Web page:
The Allotment Diary: winter slackers

The indecisive winter weather so far this year has seen slow progress at the allotment.

Due to the frozen ground and wet weather we’ve had some enforced Sunday lie-ins (oh, the horror!) but as there is not much pressing work to be done right now we can enjoy this slower time – it certainly won’t last, as soon as the ground warms up the weeds will be racing off and we’ll be struggling to keep up with it all.

That’s not to say that we haven’t done any work. For starters, our apple tree that had been so overgrown when we took on the allotment was given a winter prune, and combined with the earlier removal of the brambles suffocating it hopefully we’ll get a good apple harvest this year, now that light and air will be able to get to the fruit. Check out our apple tree before and after – hubba hubba!


We’ve also been busily edging our borders, and Mike was hard at work putting up some bean canes so we can look forward to another bumper crop of runner beans this year. We even included an installation art piece as a typically Folkestonian health and safety feature, thanks to a neon yellow plastic plant pot we have stuck on the end. Hopefully this will be enough to stop Cantiaci members impaling themselves.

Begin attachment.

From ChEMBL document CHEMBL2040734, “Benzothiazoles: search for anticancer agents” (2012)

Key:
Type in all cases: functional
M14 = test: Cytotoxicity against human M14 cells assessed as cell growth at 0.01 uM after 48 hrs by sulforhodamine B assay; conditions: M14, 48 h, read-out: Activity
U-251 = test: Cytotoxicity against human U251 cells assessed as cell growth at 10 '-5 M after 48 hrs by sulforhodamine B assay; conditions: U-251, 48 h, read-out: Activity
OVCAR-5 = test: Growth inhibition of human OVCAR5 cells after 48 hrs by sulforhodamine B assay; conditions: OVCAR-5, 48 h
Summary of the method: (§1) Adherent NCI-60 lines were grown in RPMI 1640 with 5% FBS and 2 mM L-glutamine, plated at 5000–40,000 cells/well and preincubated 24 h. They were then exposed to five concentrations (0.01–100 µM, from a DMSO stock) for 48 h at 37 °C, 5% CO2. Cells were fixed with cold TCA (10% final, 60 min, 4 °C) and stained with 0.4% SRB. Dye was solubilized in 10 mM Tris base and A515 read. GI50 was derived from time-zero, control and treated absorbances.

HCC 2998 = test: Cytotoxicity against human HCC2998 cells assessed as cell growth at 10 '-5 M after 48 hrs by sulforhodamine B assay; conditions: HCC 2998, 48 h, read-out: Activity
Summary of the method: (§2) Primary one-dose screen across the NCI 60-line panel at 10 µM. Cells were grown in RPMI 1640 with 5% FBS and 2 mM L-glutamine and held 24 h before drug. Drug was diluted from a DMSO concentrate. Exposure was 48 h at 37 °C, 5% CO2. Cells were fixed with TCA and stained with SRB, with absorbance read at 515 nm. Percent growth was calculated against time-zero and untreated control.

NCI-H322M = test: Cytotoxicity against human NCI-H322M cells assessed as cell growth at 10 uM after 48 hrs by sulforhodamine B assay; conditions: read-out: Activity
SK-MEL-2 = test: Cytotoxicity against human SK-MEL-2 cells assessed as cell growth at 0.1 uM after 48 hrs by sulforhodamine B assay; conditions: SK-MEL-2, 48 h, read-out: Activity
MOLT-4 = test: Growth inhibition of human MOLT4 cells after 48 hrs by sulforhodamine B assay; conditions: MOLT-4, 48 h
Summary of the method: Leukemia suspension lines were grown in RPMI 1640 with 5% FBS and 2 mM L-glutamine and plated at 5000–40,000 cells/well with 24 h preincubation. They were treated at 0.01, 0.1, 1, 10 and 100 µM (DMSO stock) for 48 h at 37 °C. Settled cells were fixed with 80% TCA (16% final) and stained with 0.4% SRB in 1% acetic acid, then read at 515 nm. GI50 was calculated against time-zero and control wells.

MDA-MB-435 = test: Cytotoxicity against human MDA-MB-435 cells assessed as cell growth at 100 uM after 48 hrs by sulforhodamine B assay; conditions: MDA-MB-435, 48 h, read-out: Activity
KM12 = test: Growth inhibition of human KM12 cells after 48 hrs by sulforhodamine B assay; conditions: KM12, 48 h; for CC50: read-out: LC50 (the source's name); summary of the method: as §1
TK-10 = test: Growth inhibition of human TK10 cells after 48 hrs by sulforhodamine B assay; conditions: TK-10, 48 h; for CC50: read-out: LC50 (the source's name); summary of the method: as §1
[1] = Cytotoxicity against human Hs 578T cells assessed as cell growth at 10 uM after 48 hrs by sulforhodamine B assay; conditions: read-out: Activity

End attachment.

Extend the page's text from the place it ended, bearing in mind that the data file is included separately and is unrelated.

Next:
Some new rhubarb crowns have also gone into the ground, and a couple of established rhubarb plantsĀ have started to poke their way through the matted grass. We cleared the grass from them and found a bottomless bucket to hopefully force the stems of the smaller so we can have some early rhubarb. Rhubarb was one of our key crops last year, the plant we had inherited on our other plot produced massive bundles of rhubarb right through to September so we’re hoping for similar success again.

Meanwhile at our other allotment site we continue to harvest leeks – although some are not growing as fast as others (why is that?!) and our onions don’t seem to have grown underground at all, despite their flourishing green tops – all fur coat and no knickers.

Naturally, all this hard work is always rewarded with a steaming cup of tea, often as we cower out of the wind and drizzle in our (rather small) shed, dreaming of spring harvests and mild weather (and not thinking about those weeds… or the slugs… or that chemical toilet we still haven’t had the courage to open and dispose of…!)

Frankly it sometimes feels like being at the allotment is just an excuse to enjoy a good cuppa and have a natter…


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